Manchin now says bank deregulation isn’t great despite “yes” vote on 2018 repeal

"You look at it differently now. You’d never thought this would have happened in the smaller banks," Manchin said

Published March 15, 2023 2:30PM (EDT)

U.S. Sen. Joe Manchin (D-WV) (Jim Lo Scalzo-Pool/Getty Images)
U.S. Sen. Joe Manchin (D-WV) (Jim Lo Scalzo-Pool/Getty Images)

This article originally appeared on Truthout.

Sen. Joe Manchin, D-W.Va., suddenly isn't so sure whether it's such a great idea to repeal bank regulations.

On Tuesday, Manchin reportedly said that in the wake of the failure of Silicon Valley Bank, he wouldn't vote again on the sweeping bill that got rid of Dodd-Frank regulations implemented after the Great Recession to prevent major bank failures and corruption — marking a reversal from the stance he took just years ago.

In 2018, Manchin was one of 17 conservative Democrats in the Senate who voted "yes" on the deregulatory actions now blamed for the second-largest bank collapse in U.S. history. When asked by CNN's Manu Raju this week if he'd do the same today, however, Manchin said: "Oh, no, you look at it differently now. You'd never thought this would have happened in the smaller banks."

Notably, Silicon Valley Bank isn't strictly a small bank. Though widespread bank consolidation over the past decades has allowed just five huge banks to control nearly half of the banking industry, Silicon Valley Bank was, at the time of its collapse, the 16th largest bank in the U.S., out of thousands. It had $209 billion in assets at the end of last year.

Thus, it is significant that Manchin would say that the 2018 bill was supposed to only deregulate "small" banks; by that, he means basically every bank except for the largest 11 banks, as the bill "only" affected banks that control less than $250 billion. And, even though Silicon Valley Bank was "small" by Manchin's standards, its collapse is sending shockwaves across industries and world economies and will place a strain on the federal government as it rushes to contain the fallout.

Still, Manchin managed to rail against regulation of banks even as he said that deregulation isn't a good idea.

"I'm open to making adjustments that still allow the small community and rural areas to still function without overregulating to the standpoint where they can't participate or they go out of business. You make an overregulation to the point where they just can't function," he said, ignoring the fact that it was not overregulation, but deregulation that experts say was a major contributor to the bank that's now having to be shut down.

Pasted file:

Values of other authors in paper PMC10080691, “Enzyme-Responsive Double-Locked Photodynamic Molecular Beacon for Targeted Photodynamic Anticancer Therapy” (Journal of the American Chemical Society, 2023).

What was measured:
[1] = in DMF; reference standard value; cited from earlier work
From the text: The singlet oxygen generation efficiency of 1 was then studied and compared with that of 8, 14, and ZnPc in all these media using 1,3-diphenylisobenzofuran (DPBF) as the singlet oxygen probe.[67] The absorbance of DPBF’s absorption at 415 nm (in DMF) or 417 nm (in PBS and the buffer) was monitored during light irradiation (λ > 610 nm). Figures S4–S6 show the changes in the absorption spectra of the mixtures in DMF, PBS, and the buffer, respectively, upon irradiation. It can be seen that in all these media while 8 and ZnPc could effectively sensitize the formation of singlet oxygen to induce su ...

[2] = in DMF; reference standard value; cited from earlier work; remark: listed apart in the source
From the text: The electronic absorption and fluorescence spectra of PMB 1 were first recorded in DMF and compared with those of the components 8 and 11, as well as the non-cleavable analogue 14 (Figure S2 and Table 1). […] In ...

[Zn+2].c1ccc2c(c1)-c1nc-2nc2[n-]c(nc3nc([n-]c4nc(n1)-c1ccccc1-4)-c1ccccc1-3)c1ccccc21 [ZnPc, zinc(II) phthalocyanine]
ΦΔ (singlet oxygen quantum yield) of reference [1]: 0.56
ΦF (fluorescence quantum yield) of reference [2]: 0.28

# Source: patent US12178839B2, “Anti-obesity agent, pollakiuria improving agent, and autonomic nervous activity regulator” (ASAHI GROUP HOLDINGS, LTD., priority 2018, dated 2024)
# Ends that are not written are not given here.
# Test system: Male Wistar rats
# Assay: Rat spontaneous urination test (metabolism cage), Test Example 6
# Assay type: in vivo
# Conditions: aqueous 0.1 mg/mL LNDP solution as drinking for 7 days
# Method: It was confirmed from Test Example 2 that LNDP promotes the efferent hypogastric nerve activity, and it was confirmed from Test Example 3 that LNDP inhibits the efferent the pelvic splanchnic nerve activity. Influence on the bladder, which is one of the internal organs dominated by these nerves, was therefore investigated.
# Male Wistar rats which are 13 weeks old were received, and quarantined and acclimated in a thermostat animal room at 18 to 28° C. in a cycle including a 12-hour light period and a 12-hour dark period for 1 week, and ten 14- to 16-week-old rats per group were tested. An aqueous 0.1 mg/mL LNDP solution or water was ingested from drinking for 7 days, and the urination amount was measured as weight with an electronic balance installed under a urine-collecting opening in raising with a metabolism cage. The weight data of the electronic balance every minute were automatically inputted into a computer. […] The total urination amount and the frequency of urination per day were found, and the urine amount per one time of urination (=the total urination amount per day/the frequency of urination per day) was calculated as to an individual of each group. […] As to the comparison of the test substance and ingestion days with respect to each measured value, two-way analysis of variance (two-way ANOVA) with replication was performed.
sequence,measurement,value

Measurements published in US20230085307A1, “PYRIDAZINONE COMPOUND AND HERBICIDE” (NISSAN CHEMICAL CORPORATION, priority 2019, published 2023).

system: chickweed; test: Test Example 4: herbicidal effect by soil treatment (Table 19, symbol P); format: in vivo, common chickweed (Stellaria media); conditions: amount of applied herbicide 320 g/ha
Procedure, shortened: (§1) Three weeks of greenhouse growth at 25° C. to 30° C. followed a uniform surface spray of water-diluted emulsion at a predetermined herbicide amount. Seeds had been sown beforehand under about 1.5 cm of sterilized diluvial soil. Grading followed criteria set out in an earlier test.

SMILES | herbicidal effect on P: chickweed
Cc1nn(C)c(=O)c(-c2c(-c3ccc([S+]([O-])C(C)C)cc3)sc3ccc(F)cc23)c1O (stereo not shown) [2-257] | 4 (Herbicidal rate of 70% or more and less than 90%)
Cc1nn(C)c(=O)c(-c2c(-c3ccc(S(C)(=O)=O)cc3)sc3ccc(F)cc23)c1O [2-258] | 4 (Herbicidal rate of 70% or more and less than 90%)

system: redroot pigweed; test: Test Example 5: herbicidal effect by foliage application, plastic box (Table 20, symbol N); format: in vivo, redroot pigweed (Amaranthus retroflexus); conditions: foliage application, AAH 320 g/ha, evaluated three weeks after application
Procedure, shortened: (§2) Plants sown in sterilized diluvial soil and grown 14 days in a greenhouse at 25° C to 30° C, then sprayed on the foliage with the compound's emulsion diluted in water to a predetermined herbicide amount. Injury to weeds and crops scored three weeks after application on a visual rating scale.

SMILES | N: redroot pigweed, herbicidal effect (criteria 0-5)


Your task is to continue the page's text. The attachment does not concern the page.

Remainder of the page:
Despite saying that he wouldn't support deregulation now, he still doubled down on his "yes" vote from 2018.

This is plainly contradictory. If Manchin hadn't voted for the bill in 2018, and it failed to pass, then the Silicon Valley Bank collapse may not have happened, some experts suggest, as the bank would have been subject to more regulatory oversight. It's only in hindsight, it appears, that Manchin realized that that vote may have caused a fiasco like this one — though perhaps his vote at the time was heavily influenced by institutions like Silicon Valley Bank, who lobbied against the regulation.

But even feigned ignorance isn't much of a cover for the coal baron. Back before the bill was passed, the Congressional Budget Office (CBO) warned members of Congress of the risk that, indeed, a mid-sized bank "with assets of between $100 billion and $250 billion would fail" under the legislation. On the Senate floor, lawmakers like Sen. Bernie Sanders,I-Vt., reprimanded their coworkers for learning nothing from the 2008 recession. With knowledge of the risk, however, members of Congress passed it anyway.

Now, Sanders and other Democrats and progressives are calling for the 2018 legislation to be overturned and for Dodd-Frank protections to be reinstated — and for it to be done immediately to avoid further disasters.

"Congress, the White House‌ and banking regulators should reverse the dangerous bank deregulation of the Trump era. Repealing the 2018 legislation that weakened the rules for banks like S.V.B. must be an immediate priority for Congress," wrote Sen. Elizabeth Warren, D-Mass., in an op-ed for The New York Times on Monday.

By Sharon Zhang

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